American Education Services, better known as AES, is a student loan servicing company that manages student loans for borrowers on behalf of the federal government and private lenders. AES is part of the Pennsylvania Higher Education Assistance Agency (PHEAA) which was founded in 1963. Although PHEAA has been in existence for decades, AES was created in 2009 to service federal loans on behalf of PHEAA.
AES works on behalf of borrowers who hold federal student loans from the U.S. Department of Education and private lenders. They provide support for borrowers who have student loans, send bills, process payments and handle collections. For student loan borrowers who are having a difficult time meeting their student loan payment obligations, AES works with them to manage their repayments and determine if they are eligible for repayment plans and options through the federal government.
What AES Offers
Since AES services student loans, its customers are the borrowers themselves. Through AES, borrowers can access a variety of services related to their student loans. The AES website offers tools that allow borrowers to view and edit their loan terms. These online tools permit borrowers to consolidate their loans, change their student loan due dates, postpone payments, and more, all via a secure online portal. AES also offers automatic payments, phone payments, payments by mail, and smartphone (app-based) payments. AES also runs a separate website, Education Planner, where students and parents can learn more about financing, career options, and how to obtain federal student aid.
Because AES services federal student loans it offers a number of repayment options available to borrowers with these types of loans. The loan repayment choices for borrowers with federal student loans include standard loans with consistent payment amounts, graduated loans with smaller payments that gradually increase, and extended loan terms of 25 years. In addition, borrowers struggling to meet their minimum monthly payments and who are experiencing financial hardship may qualify for income-based and income-sensitive repayment options. These programs are only available to borrowers with federal student loans and are based on their income level.
For borrowers who are experiencing extreme financial difficulty and are unable to make any payments on their student loans, AES can discuss alternatives such as student loan forbearance and deferment. These options will essentially hold off a borrower’s obligation to pay on his or her student loans. However, interest may still accrue while they are in deferment or forbearance, and borrowers should speak to AES about their responsibility for this interest before signing up for these programs.
AES can also counsel borrowers about other options that may be available to them, such as student loan forgiveness programs for borrowers who work in the public service sector, or benefits for military veterans or active duty service members. Some borrowers may also be eligible to have their student loans discharged entirely due to total and permanent disability or through other programs. AES can provide advice to borrowers about the options and opportunities available to them based on their unique situation.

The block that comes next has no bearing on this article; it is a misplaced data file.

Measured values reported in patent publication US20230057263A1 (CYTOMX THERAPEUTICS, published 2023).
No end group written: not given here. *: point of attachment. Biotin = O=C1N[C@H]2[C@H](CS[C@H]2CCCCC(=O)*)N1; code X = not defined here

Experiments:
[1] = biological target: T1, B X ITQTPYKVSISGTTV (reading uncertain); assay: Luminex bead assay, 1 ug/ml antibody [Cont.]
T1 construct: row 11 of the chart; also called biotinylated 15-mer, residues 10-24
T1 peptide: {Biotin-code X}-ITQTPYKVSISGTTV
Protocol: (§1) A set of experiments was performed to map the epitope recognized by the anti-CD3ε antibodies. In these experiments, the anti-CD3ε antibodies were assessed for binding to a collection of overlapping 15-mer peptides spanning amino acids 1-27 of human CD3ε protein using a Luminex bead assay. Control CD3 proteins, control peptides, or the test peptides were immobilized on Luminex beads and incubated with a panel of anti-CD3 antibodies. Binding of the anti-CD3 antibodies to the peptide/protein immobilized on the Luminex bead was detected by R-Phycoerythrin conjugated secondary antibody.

AES also offers repayment options for borrowers with private student loans. The company suggests that borrowers who are having difficulty meeting their monthly repayment obligation should contact them directly to discuss alternative repayment options for private student loans.
AES in the News
AES has recently been in the news due to its involvement with a lost paperwork scandal that may result in nearly $5 billion in student loans being erased. AES served as the student loan servicer for National Collegiate Student Loan Trusts, which holds 800,000 private student loans.
National Collegiate Student Loan Trusts is one of the largest owners of private student loans in the country, and AES was collecting student loan payments on their behalf. If borrowers defaulted on their loans, AES would send the loans to a bank and a complex debt collection process would begin. The problem was that neither National Collegiate Student Loan Trusts nor AES had the paperwork to prove that they owned the loans which resulted in judges dismissing the debt collection lawsuits against the borrowers.The failure to maintain proper paperwork for these loans may result in billions of dollars in student loans being discharged. National Collegiate Student Loan Trusts claims that AES was responsible for maintaining custody of this important paperwork. In response, AES has stated that it is not contractually obligated to maintain these documents and that it acted within the scope of its agreements.